HC Deb 01 June 1908 vol 189 cc1528-9
SIR SEYMOUR KING (Hull, Central)

To ask the Undersecretary of State for India whether the Indian military authorities have considered the effect upon the position of gentlemen rankers in the Indian Army who received their commissions during the South African War of an Army Order recently issued at Home which provides that all Militia service in South Africa during the late war is to count not only for pension but also for promotion; whether a result of this Order will be that a number of officers in the Indian Army commissioned from the Militia will shortly be promoted to captaincies over the heads of gentlemen rankers who are their seniors by date of commission and who were in many cases specially promoted for distinguished services; and whether any steps are contemplated for remedying the incidental effect of this Order.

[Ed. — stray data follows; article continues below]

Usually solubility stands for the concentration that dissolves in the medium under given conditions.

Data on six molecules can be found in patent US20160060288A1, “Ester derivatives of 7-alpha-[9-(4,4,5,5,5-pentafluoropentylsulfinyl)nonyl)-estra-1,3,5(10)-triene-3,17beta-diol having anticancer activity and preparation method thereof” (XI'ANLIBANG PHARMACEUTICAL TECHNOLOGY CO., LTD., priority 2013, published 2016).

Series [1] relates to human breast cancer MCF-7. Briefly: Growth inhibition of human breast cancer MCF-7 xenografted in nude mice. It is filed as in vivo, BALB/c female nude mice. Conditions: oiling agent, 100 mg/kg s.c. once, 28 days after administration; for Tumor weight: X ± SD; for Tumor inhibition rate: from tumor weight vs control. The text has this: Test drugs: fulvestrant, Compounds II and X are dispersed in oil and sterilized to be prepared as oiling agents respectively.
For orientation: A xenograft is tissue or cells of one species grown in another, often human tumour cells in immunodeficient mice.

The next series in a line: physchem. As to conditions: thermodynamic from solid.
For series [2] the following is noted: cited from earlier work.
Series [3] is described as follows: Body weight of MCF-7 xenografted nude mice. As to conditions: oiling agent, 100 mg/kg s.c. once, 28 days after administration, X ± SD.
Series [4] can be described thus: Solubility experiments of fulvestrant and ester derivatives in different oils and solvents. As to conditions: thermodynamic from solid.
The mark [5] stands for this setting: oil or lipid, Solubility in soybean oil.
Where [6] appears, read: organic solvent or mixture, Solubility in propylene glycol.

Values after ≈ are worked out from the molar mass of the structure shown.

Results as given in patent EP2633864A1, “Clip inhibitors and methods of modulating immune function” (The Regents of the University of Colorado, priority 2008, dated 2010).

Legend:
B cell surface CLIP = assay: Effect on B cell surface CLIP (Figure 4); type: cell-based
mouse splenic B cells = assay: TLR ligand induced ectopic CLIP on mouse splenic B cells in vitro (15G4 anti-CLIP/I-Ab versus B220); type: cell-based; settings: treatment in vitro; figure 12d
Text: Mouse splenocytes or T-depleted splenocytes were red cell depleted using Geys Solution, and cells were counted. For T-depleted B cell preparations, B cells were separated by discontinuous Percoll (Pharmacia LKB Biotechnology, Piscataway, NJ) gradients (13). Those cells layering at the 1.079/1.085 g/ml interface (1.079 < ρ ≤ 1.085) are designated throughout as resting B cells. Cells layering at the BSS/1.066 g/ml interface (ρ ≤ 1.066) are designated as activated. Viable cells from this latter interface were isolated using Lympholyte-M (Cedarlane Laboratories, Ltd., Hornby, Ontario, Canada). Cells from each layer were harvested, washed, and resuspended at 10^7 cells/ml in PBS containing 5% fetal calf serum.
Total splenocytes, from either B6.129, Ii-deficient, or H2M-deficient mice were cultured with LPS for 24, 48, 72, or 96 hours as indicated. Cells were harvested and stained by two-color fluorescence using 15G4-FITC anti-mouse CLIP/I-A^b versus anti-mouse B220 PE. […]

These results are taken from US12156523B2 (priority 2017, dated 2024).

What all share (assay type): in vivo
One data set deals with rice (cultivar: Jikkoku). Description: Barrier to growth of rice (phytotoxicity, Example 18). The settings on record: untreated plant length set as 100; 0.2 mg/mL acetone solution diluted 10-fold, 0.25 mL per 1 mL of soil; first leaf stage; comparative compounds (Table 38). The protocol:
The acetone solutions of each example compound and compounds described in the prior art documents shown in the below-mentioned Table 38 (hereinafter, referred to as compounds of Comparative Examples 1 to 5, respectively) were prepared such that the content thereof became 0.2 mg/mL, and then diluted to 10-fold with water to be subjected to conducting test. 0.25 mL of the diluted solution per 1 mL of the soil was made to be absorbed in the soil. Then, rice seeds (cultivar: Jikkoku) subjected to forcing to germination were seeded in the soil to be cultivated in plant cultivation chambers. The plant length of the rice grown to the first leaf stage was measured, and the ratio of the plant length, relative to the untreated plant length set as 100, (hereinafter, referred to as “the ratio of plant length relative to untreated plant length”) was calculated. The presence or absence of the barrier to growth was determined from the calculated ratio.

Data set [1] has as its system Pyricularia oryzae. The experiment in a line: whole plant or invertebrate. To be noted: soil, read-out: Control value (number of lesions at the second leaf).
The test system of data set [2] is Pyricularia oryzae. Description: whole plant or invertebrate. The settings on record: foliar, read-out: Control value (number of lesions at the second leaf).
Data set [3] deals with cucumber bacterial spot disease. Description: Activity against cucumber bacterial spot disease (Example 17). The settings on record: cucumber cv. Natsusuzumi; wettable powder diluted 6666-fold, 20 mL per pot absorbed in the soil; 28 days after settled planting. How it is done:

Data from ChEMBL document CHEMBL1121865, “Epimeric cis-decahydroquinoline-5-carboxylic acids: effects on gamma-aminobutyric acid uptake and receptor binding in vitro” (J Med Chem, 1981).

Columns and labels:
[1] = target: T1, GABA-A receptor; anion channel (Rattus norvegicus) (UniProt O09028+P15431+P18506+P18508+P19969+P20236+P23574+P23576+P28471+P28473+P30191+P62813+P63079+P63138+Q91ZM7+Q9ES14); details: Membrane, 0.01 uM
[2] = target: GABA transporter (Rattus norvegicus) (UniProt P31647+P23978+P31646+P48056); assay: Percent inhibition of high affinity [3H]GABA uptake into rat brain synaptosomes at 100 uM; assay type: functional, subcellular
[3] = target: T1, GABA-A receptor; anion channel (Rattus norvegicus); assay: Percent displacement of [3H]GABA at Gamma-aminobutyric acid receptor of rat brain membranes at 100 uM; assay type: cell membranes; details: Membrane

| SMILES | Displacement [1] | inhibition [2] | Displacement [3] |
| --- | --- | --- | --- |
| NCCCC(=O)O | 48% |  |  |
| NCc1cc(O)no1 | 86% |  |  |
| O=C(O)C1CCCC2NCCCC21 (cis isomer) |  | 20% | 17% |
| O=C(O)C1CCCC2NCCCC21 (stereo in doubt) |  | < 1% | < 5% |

(Answered by Mr. Buchanan.) The promotion of officers of the Indian Army is not regulated by Army Orders issued at Home, but by rules and orders issued by the Secretary of State for India in Council. Their service for promotion is ordinarily counted from the date of first permanent commission in the Regular Army, but officers who served in the South African War have been specially allowed to count also their active service with a Militia, Yeomanry, or Volunteer commission. Service in the ranks cannot be counted for this purpose, though it counts, under certain conditions, for Indian pension. The question of the grading of officers whose promotion to captain and higher ranks will be accelerated by the counting of service previous to the attainment of a regular commission has been referred to the Government of India.